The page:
Tomorrow, May 6th, I'm going to Fenway Park to see the Red Sox play the Orioles. By coincidence, it's also the second anniversary of my dad's death.
Skip and I are meeting up with my brother, Josie and Gary at Fenway. We're up on the right field roof box, a relatively new area in the park, with table seating and waitress service. This has become our go-to spot for Red Sox games. You're pretty far away from the game, but the setting is great for socializing.
We started going to games at Fenway, taking advantage of wheelchair seating, in 2004 (great timing, eh?). Turns out the park has a lot of excellent wheelchair seating and it's relatively easy to buy these tickets. For instance, we wanted to go to opening day 2005 to see the ring ceremony and the rest of the celebration for the Red Sox' win of the 2004 World Series. We got those tickets, first row of the bleachers, at face value by calling the Sox ticket office. When I met Gary at Foxwoods a while back, he mentioned he'd bought tickets, horrible last row of the bleachers tickets, for that game so he and his dad could take in the excitement and he paid a huge sum of money for them in the aftermarket. So far, this is one of the only silver linings I've found to Skip's wheelchair usage. (Other examples are handicapped parking and getting on the rides at Disney World by skipping ahead in line.)
This year, the Red Sox are heartily sucking and the weather is only going to hit the mid 60's tomorrow. However, I am sure we'll have a wonderful time because the company is going to be wonderful. I plan to laugh all day. Win or lose, it'll be a winner day for me on the Fens.
I only went to Fenway once with my dad. It was my first visit there, back in 1967. I did suggest taking him when he was in his late 70s or early 80s, but we never worked out the plan. It would have been fun. He was smart and observant and open to new experiences. I'd have enjoyed a chance to see the park and experience the game through his eyes, as he shared his observations.
My dad was an impressive guy. Good at everything he did, active in the town and our church and incredibly handy around the house. Difficult to be his daughter while I was growing up, especially as a teen and young adult. In my teens, especially, we tangled frequently. As I became increasingly responsible as an adult, his respect for me grew and it was wonderful to have him in my court as a source of support. In his last few years, I became a regular (twice a month, on average) visitor to my parents' house on the Cape to help pay the bills and (supposedly) balance the checkbook (at which I'm not very good). But, really, it was mostly about the visit.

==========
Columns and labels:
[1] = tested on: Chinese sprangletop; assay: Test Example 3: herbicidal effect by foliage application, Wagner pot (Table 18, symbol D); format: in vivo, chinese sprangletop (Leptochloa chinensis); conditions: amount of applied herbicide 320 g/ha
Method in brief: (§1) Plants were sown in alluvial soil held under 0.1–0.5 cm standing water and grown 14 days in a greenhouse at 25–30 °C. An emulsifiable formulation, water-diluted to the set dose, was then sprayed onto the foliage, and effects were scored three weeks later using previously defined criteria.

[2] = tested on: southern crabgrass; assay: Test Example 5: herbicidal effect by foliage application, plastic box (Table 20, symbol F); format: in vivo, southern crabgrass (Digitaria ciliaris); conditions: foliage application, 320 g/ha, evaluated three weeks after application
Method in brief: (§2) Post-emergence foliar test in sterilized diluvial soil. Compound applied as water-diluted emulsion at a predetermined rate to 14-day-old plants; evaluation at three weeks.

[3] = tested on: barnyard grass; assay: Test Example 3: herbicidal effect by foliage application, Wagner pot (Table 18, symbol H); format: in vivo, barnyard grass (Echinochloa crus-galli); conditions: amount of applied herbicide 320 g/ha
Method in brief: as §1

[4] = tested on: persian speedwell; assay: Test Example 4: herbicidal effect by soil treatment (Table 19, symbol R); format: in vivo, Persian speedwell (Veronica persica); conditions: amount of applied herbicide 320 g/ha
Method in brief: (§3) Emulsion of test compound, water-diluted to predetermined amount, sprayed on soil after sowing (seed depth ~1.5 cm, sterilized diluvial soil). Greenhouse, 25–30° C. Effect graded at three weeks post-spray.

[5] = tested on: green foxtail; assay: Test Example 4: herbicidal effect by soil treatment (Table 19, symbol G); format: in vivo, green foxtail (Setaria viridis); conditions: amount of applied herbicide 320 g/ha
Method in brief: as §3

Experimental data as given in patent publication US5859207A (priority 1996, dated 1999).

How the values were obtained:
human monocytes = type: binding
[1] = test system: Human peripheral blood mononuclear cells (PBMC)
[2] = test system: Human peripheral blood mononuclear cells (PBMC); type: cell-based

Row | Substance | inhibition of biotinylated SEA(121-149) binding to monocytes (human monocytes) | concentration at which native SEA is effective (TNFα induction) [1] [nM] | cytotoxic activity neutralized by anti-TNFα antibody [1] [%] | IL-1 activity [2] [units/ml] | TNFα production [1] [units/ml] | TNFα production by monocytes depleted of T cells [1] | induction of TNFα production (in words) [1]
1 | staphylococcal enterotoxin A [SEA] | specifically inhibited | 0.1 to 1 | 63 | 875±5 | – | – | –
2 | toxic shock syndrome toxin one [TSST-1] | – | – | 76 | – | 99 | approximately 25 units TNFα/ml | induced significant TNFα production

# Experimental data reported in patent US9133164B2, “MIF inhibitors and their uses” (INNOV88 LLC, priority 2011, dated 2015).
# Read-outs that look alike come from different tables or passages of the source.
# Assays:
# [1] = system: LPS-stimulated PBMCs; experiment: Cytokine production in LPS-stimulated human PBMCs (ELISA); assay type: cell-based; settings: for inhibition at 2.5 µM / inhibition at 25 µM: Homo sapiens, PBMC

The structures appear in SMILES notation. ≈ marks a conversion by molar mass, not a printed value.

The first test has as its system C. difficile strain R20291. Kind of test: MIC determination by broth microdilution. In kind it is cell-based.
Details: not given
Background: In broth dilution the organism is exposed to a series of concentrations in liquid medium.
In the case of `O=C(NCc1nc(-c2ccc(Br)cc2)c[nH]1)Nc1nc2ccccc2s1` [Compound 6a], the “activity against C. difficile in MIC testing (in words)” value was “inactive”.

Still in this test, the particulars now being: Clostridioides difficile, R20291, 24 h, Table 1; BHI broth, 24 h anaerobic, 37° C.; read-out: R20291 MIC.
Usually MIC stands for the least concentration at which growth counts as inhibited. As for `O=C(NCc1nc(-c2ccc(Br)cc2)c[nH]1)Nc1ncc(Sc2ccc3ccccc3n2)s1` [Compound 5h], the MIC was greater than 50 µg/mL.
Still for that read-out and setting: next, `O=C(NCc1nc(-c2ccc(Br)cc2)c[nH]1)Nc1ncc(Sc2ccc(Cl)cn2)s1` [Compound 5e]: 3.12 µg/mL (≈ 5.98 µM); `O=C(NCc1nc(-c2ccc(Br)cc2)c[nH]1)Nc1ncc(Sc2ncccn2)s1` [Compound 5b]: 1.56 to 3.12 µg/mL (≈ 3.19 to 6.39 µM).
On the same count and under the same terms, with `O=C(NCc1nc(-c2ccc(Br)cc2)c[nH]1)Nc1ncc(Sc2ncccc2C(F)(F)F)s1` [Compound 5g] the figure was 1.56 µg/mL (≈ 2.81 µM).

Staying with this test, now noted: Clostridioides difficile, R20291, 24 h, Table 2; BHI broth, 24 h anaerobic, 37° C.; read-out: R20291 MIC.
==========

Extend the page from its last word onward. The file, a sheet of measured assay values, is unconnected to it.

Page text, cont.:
A lot has changed since the old boy died. My mom tried out one assisted living place that wasn't a good fit, sold her house on the Cape and moved into another assisted living place that's working out beautifully for her. I got laid off. I took stock of what my life had been like pre-layoff, with all the demands of my job combined with all the demands of caregiving, and realized I never, never, never wanted to go back to that kind of life. I always had an endless to-do list, I was always behind and under stress. I felt some satisfaction from my job, but not enough to make it soul-satisfying.
If we were entering a new financial reality where we'd no longer enjoy a nice paycheck in exchange for that demanding job, our circumstances would have to align with that reality. Downsizing to a much less expensive home is a key part of aligning our lifestyle with our finances. So, soon we'll be saying goodbye to the first house my parents designed and built together. My dad betrayed a strong streak of sentimentality in his later years, so I'm sure he'd be sad to see this house leave our family, just as I will. But, he was a practical yankee and will applaud our hard-headed sensibility that sees us embarking on a new phase of life, in our new condo in Worcester.
And, now that I've made myself feel thoroughly sentimental, I shall sign off. Have a wonderful weekend, everybody!
Meeting Ernie Banks
10 hours ago